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The way soldiers meet a wall in an obstacle run; they boost 1 or 2 of the team up to the top and then those up there help pull their colleagues up and over.

Just wondered if there might be a way something could be constructed in LEO that could help pull other systems up (not necessarily all the way). I suppose in my head I'm imagining something equivalent to a kind of immensely powerful magnet similar to those used in MRI, but are there any other thoughts or ideas along these lines being, or have been, considered?

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closed as too broad by Brian Tompsett - 汤莱恩, Hohmannfan Jun 9 '17 at 8:13

Please edit the question to limit it to a specific problem with enough detail to identify an adequate answer. Avoid asking multiple distinct questions at once. See the How to Ask page for help clarifying this question. If this question can be reworded to fit the rules in the help center, please edit the question.

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    $\begingroup$ There are a lot of ideas for this: space elevators, skyhooks, maglev launch loops, etc etc etc. $\endgroup$ – Nathan Tuggy Jun 2 '17 at 19:14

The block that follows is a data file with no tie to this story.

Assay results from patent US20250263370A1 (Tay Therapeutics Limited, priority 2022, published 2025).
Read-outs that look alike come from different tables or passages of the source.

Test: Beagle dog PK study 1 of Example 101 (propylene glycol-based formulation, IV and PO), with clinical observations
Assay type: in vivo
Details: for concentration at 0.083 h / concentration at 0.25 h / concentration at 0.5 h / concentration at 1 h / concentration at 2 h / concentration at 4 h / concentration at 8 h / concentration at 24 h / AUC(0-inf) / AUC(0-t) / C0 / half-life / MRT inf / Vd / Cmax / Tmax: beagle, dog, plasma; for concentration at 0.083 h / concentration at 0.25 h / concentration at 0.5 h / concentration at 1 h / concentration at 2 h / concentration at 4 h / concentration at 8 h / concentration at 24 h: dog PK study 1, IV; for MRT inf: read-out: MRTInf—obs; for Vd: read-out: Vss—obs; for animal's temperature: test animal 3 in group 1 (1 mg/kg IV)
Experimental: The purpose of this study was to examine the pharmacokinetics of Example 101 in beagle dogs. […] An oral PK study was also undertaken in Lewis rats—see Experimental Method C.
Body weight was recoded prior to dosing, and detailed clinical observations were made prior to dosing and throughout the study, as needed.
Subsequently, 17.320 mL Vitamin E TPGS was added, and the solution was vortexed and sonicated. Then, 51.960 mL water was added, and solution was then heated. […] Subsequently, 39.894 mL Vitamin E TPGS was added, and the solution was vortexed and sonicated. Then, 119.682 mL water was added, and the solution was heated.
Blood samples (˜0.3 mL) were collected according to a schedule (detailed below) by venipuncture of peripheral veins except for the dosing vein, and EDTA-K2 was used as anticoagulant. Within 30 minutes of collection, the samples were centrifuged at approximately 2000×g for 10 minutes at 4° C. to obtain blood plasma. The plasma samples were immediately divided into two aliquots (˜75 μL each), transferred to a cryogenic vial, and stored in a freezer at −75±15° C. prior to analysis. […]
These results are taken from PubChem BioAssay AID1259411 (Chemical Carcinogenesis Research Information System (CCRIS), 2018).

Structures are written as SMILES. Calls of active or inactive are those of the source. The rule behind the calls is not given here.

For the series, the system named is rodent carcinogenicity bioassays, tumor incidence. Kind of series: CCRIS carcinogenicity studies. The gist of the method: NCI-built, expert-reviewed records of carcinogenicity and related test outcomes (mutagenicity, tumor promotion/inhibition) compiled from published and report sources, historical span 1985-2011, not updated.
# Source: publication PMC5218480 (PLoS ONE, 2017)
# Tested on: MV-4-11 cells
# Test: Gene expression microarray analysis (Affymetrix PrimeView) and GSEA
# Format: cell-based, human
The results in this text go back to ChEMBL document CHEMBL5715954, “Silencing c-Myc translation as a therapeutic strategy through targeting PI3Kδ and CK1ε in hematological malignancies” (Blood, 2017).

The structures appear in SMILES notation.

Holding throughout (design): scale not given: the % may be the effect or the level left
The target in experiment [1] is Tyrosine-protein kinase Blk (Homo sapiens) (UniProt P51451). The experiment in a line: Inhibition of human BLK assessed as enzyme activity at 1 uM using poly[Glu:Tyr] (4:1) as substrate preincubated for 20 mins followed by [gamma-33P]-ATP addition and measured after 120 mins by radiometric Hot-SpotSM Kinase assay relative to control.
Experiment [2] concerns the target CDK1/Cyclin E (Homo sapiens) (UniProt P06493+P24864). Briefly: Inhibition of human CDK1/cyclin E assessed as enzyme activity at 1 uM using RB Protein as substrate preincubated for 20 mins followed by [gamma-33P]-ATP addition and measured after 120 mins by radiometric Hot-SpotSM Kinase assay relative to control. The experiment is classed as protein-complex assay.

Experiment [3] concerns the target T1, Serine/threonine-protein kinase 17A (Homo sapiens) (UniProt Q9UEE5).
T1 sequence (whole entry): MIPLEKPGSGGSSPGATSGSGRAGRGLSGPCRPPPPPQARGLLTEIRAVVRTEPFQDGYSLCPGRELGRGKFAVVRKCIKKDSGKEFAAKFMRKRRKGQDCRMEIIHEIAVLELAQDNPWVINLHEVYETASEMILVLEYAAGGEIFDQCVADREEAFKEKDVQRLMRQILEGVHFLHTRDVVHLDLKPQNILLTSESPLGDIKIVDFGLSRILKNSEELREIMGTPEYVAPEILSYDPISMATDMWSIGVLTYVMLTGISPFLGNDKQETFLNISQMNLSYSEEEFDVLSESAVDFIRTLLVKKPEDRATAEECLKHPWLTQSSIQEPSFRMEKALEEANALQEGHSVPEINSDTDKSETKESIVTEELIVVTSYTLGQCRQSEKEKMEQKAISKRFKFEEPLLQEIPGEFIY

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    $\begingroup$ The immensely powerful magnets used in MRI will move steel tools in the same room, but not in the next building. $\endgroup$ – Uwe Jun 2 '17 at 19:32
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Most such schemes you might envision won't accomplish anything useful.

Because of Newton's third law, any assistance given to the launching vehicle would pull down the helper in LEO, reducing the latter's momentum by the same amount of momentum given to the former.

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The primary issue is that getting into orbit is mostly a matter of velocity/kinetic energy, not height. The craft pulling would be slowed down, and the thrust required to get it and the new craft into the pulling craft's orbit would be the same as the thrust required to get the new craft into orbit without help.

There are some ideas to use tethers attached to large masses, as a suborbital craft could grab onto a tether moving at zero relative velocity and then climbing up to orbit. This depends on there being a much, much larger mass in orbit. Example: Phobos tether.

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As was mentioned by NathanTuggy in the comments, there are a number of proposals for ways of getting into orbit without rockets. They include Space Elevators, Sky Hooks, Mass Drivers, and Launch Loops.

I strongly recommend taking a look at the Upward Bound series of YouTube videos which covers these and more. They are produced by Isaac Arthur (home page), and IMHO they are of very good quality. They are all grounded in physics rather than fantasy and are more detailed than anything on cable tv. Each system is given about 30 min and considers how each may be implemented, and what can be done with existing technology and what cannot. (The economic aspect is put aside)

Aside from orbital systems his videos cover a number of other topics for those interested in the far reaches of space exploration. Highly recommended

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